President Donald Trump and Republicans in Congress pursued several major efforts to repeal and replace the Affordable Care Act (ACA) but were unable to get a bill through the U.S. Senate in 2017. In 2018, Congress did pass a tax bill that eliminated the ACA’s tax penalty for not obtaining health coverage beginning in 2019. The Trump Administration’s actions and decisions also have affected the ACA marketplaces and will continue to reshape how Americans get health insurance into 2019 and beyond.

For information about ACA Marketplace Open Enrollment, including fact sheets and 300+ FAQs, visit our collection of resources on Understanding Health Insurance.

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Poll: Public Mixed on Whether Medicaid Work Requirements Are More to Cut Spending or to Lift People Up; Most Do Not Support Lifetime Limits on Benefits

Ahead of the Midterms, Voters across Parties See Costs as their Top Health Care Concern At a time when the Trump Administration is encouraging state efforts to revamp their Medicaid programs through waivers, the latest Kaiser Family Foundation tracking poll finds the public splits on whether the reason behind proposals…

Texas Residents’ Views on State and National Health Policy Priorities

As part of the new Kaiser Family Foundation/Episcopal Health Foundation 2018 Texas Health Policy Survey, this brief explores Texans’ views on health policy priorities at both the state and national level. It examines how Texas residents view state spending on health care and how they rank initiatives such as lowering health care costs, reducing maternal mortality, and funding for mental health care. It also explores Texans’ views on the Affordable Care Act and Medicaid, including personal connections to the Medicaid program and support for Medicaid expansion.

2019 Premium Changes on ACA Exchanges

This tracker monitors preliminary 2019 premiums in the Affordable Care Act’s marketplaces as insurers file rate information with state regulators. It shows preliminary premium information in a major city in each available state for the lowest-cost bronze plan and “benchmark” silver plan, which is used to determine the size of the premium tax credits available to low- and moderate-income enrollees. The tracker also shows how those premiums are changing from 2018 and what a 40-year-old enrollee making $30,000 annually would pay before and after available tax credits.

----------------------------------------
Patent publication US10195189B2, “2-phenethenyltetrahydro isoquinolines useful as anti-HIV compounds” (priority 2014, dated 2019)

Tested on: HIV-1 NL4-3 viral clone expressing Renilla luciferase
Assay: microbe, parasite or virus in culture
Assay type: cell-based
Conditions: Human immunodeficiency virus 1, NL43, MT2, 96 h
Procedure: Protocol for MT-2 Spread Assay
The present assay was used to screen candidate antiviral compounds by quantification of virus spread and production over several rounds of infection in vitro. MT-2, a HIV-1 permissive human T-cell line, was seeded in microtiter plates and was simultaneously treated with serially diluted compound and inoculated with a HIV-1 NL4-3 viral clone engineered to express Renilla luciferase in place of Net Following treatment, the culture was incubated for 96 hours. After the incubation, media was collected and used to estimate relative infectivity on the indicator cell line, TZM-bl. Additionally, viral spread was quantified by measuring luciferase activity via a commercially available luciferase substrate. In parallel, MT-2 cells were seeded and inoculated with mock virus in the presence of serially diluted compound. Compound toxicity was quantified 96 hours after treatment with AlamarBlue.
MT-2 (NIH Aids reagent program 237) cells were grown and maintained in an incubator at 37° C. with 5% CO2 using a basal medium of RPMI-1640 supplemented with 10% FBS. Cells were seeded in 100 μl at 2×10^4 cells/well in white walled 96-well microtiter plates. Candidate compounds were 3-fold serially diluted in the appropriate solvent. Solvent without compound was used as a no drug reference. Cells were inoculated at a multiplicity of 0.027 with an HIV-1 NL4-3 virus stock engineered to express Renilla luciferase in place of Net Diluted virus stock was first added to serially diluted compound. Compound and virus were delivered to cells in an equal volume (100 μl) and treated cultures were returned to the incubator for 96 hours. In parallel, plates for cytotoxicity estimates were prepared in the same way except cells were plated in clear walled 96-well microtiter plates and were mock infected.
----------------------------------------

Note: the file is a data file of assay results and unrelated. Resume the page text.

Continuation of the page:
Medicaid: What to Watch in 2018 from the Administration, Congress, and the States

Medicaid provides health insurance coverage for about one in five Americans and is the largest payer for long-term care services in the community and nursing homes. Efforts in 2017 to repeal and replace the Affordable Care Act (ACA) and cap federal financing for Medicaid were unsuccessful but help to set the stage for 2018. As 2018 begins, there is a focus on administrative actions using Medicaid Section 1115 demonstration waivers, state actions on Medicaid expansion, and funding for the Children’s Health Insurance Program (CHIP) and other federal health care priorities. Medicaid in 2018 is also likely to continue to be part of both federal and state budget deliberations. Pressures to control the federal deficit may reignite efforts to reduce or cap federal Medicaid spending. In addition, Governors will soon release proposed budgets for state FY 2019 that will need to account for uncertainty around CHIP and Medicaid, changes in the economy and the effects of the recent tax legislation as well as funding for rising prescription drugs and initiatives to combat the opioid epidemic. This brief examines these issues.

Medicaid and CHIP Eligibility, Enrollment, Renewal, and Cost Sharing Policies as of January 2018: Findings from a 50-State Survey

This 16th annual 50-state survey provides data on Medicaid and the Children’s Health Insurance Program (CHIP) eligibility, enrollment, renewal and cost sharing policies as of January 2018. It takes stock of how the programs have evolved as the fifth year of implementation of the Affordable Care Act (ACA) begins, discusses policy changes made during 2017, and looks ahead to issues that may affect state policies moving forward. It is based on a survey of state Medicaid and CHIP officials conducted by the Kaiser Family Foundation and the Georgetown University Center for Children and Families. State data are available in Appendix Tables 1-20.

Poll: Public Says Drug Companies Have More Influence in Washington than the NRA

Democrats Split on Whether to Fix the ACA or Push for a National Health Plan; Few Democratic Voters Say a National Health Plan is Their Top Issue for the Midterms As policymakers weigh strategies to address the high cost of prescription drugs, the latest Kaiser Health Tracking Poll finds that…

Most Americans – Across Parties – Say 2018 Candidates’ Position on Pre-Existing Condition Protections Will Matter to Their Vote; Do Not Want Supreme Court to Overturn These ACA Protections

Half in Non-Expansion States Support Their State Expanding Medicaid; More if Tied to Work Requirements With less than four months to go until the Congressional midterm general election, a candidate’s position on continuing protections for people with pre-existing health conditions is at the forefront of the many health care issues…

Mapping Pre-existing Conditions across the U.S.

This brief estimates the share of adults with pre-existing conditions by metropolitan and micropolitan statistical area (MMSA), and finds that in some areas, nearly four in ten have so-called declinable medical conditions that could lead to denials of individual insurance coverage based on pre-ACA underwriting guidelines.